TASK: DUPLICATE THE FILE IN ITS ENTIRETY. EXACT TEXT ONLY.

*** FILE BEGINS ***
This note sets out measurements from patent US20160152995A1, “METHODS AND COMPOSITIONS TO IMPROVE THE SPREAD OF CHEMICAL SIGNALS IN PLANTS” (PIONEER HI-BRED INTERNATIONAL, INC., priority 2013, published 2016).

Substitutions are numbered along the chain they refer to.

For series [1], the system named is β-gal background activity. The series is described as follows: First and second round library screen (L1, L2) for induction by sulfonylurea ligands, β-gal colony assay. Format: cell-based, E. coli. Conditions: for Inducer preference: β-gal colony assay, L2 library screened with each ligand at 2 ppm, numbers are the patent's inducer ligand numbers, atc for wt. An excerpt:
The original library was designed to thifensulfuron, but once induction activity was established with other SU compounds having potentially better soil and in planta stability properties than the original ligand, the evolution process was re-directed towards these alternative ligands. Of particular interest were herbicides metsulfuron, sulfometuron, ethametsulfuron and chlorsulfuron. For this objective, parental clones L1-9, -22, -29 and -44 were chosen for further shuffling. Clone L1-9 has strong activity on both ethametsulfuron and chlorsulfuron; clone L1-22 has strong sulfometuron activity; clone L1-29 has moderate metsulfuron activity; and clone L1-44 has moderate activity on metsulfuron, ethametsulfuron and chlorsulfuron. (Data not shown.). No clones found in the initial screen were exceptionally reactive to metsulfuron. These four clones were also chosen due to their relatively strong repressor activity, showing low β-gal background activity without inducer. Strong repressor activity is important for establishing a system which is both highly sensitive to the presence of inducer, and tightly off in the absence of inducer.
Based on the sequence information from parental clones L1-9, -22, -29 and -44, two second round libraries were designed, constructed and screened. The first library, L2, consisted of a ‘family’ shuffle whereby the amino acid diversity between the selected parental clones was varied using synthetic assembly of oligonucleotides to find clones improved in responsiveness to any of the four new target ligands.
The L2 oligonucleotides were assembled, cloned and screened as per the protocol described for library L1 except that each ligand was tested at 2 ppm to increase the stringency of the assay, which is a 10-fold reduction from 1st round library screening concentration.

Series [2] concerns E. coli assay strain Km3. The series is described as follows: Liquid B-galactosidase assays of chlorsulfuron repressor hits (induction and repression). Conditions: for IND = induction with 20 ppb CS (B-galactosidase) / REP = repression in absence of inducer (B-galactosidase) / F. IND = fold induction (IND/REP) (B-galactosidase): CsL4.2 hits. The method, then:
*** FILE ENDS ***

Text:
This note sets out measurements from patent US20160152995A1, “METHODS AND COMPOSITIONS TO IMPROVE THE SPREAD OF CHEMICAL SIGNALS IN PLANTS” (PIONEER HI-BRED INTERNATIONAL, INC., priority 2013, published 2016).

Substitutions are numbered along the chain they refer to.

For series [1], the system named is β-gal background activity. The series is described as follows: First and second round library screen (L1, L2) for induction by sulfonylurea ligands, β-gal colony assay. Format: cell-based, E. coli. Conditions: for Inducer preference: β-gal colony assay, L2 library screened with each ligand at 2 ppm, numbers are the patent's inducer ligand numbers, atc for wt. An excerpt:
The original library was designed to thifensulfuron, but once induction activity was established with other SU compounds having potentially better soil and in planta stability properties than the original ligand, the evolution process was re-directed towards these alternative ligands. Of particular interest were herbicides metsulfuron, sulfometuron, ethametsulfuron and chlorsulfuron. For this objective, parental clones L1-9, -22, -29 and -44 were chosen for further shuffling. Clone L1-9 has strong activity on both ethametsulfuron and chlorsulfuron; clone L1-22 has strong sulfometuron activity; clone L1-29 has moderate metsulfuron activity; and clone L1-44 has moderate activity on metsulfuron, ethametsulfuron and chlorsulfuron. (Data not shown.). No clones found in the initial screen were exceptionally reactive to metsulfuron. These four clones were also chosen due to their relatively strong repressor activity, showing low β-gal background activity without inducer. Strong repressor activity is important for establishing a system which is both highly sensitive to the presence of inducer, and tightly off in the absence of inducer.
Based on the sequence information from parental clones L1-9, -22, -29 and -44, two second round libraries were designed, constructed and screened. The first library, L2, consisted of a ‘family’ shuffle whereby the amino acid diversity between the selected parental clones was varied using synthetic assembly of oligonucleotides to find clones improved in responsiveness to any of the four new target ligands.
The L2 oligonucleotides were assembled, cloned and screened as per the protocol described for library L1 except that each ligand was tested at 2 ppm to increase the stringency of the assay, which is a 10-fold reduction from 1st round library screening concentration.

Series [2] concerns E. coli assay strain Km3. The series is described as follows: Liquid B-galactosidase assays of chlorsulfuron repressor hits (induction and repression). Conditions: for IND = induction with 20 ppb CS (B-galactosidase) / REP = repression in absence of inducer (B-galactosidase) / F. IND = fold induction (IND/REP) (B-galactosidase): CsL4.2 hits. The method, then: